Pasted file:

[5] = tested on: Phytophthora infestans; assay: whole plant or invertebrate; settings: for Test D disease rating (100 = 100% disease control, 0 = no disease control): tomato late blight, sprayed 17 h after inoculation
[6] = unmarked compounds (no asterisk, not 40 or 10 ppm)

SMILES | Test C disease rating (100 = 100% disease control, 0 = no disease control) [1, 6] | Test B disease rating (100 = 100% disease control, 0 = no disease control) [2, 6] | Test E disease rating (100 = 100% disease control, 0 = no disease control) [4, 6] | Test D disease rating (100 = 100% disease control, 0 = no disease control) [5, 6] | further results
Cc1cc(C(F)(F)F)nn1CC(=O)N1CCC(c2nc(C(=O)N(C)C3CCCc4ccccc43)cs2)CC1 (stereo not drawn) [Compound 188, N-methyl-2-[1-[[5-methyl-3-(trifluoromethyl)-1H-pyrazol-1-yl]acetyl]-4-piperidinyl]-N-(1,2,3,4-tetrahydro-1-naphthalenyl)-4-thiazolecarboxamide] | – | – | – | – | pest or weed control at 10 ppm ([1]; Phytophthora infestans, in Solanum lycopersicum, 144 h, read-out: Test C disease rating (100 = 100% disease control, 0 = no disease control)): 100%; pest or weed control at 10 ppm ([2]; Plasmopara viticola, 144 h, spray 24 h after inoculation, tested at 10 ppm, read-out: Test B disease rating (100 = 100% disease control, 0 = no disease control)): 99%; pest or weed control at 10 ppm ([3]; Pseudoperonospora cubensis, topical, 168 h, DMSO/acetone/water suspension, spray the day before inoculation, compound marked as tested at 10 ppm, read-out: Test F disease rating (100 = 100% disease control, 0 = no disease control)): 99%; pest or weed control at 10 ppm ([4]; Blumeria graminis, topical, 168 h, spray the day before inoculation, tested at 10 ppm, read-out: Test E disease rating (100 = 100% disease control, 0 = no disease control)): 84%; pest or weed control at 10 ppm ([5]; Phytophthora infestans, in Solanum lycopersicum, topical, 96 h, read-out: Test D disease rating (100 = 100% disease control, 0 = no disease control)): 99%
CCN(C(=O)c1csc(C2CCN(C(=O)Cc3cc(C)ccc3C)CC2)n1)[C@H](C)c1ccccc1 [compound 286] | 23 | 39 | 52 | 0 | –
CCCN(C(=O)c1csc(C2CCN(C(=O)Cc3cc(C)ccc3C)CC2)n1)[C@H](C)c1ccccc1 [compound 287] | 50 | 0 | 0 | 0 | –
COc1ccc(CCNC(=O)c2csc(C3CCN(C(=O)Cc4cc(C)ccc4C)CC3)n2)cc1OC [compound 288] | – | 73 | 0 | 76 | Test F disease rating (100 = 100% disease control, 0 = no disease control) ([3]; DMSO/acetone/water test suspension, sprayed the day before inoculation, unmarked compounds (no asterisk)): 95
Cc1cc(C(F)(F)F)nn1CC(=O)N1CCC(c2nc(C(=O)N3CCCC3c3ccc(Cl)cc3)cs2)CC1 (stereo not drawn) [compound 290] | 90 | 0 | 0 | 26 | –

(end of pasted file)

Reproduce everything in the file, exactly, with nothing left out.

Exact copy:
[5] = tested on: Phytophthora infestans; assay: whole plant or invertebrate; settings: for Test D disease rating (100 = 100% disease control, 0 = no disease control): tomato late blight, sprayed 17 h after inoculation
[6] = unmarked compounds (no asterisk, not 40 or 10 ppm)

SMILES | Test C disease rating (100 = 100% disease control, 0 = no disease control) [1, 6] | Test B disease rating (100 = 100% disease control, 0 = no disease control) [2, 6] | Test E disease rating (100 = 100% disease control, 0 = no disease control) [4, 6] | Test D disease rating (100 = 100% disease control, 0 = no disease control) [5, 6] | further results
Cc1cc(C(F)(F)F)nn1CC(=O)N1CCC(c2nc(C(=O)N(C)C3CCCc4ccccc43)cs2)CC1 (stereo not drawn) [Compound 188, N-methyl-2-[1-[[5-methyl-3-(trifluoromethyl)-1H-pyrazol-1-yl]acetyl]-4-piperidinyl]-N-(1,2,3,4-tetrahydro-1-naphthalenyl)-4-thiazolecarboxamide] | – | – | – | – | pest or weed control at 10 ppm ([1]; Phytophthora infestans, in Solanum lycopersicum, 144 h, read-out: Test C disease rating (100 = 100% disease control, 0 = no disease control)): 100%; pest or weed control at 10 ppm ([2]; Plasmopara viticola, 144 h, spray 24 h after inoculation, tested at 10 ppm, read-out: Test B disease rating (100 = 100% disease control, 0 = no disease control)): 99%; pest or weed control at 10 ppm ([3]; Pseudoperonospora cubensis, topical, 168 h, DMSO/acetone/water suspension, spray the day before inoculation, compound marked as tested at 10 ppm, read-out: Test F disease rating (100 = 100% disease control, 0 = no disease control)): 99%; pest or weed control at 10 ppm ([4]; Blumeria graminis, topical, 168 h, spray the day before inoculation, tested at 10 ppm, read-out: Test E disease rating (100 = 100% disease control, 0 = no disease control)): 84%; pest or weed control at 10 ppm ([5]; Phytophthora infestans, in Solanum lycopersicum, topical, 96 h, read-out: Test D disease rating (100 = 100% disease control, 0 = no disease control)): 99%
CCN(C(=O)c1csc(C2CCN(C(=O)Cc3cc(C)ccc3C)CC2)n1)[C@H](C)c1ccccc1 [compound 286] | 23 | 39 | 52 | 0 | –
CCCN(C(=O)c1csc(C2CCN(C(=O)Cc3cc(C)ccc3C)CC2)n1)[C@H](C)c1ccccc1 [compound 287] | 50 | 0 | 0 | 0 | –
COc1ccc(CCNC(=O)c2csc(C3CCN(C(=O)Cc4cc(C)ccc4C)CC3)n2)cc1OC [compound 288] | – | 73 | 0 | 76 | Test F disease rating (100 = 100% disease control, 0 = no disease control) ([3]; DMSO/acetone/water test suspension, sprayed the day before inoculation, unmarked compounds (no asterisk)): 95
Cc1cc(C(F)(F)F)nn1CC(=O)N1CCC(c2nc(C(=O)N3CCCC3c3ccc(Cl)cc3)cs2)CC1 (stereo not drawn) [compound 290] | 90 | 0 | 0 | 26 | –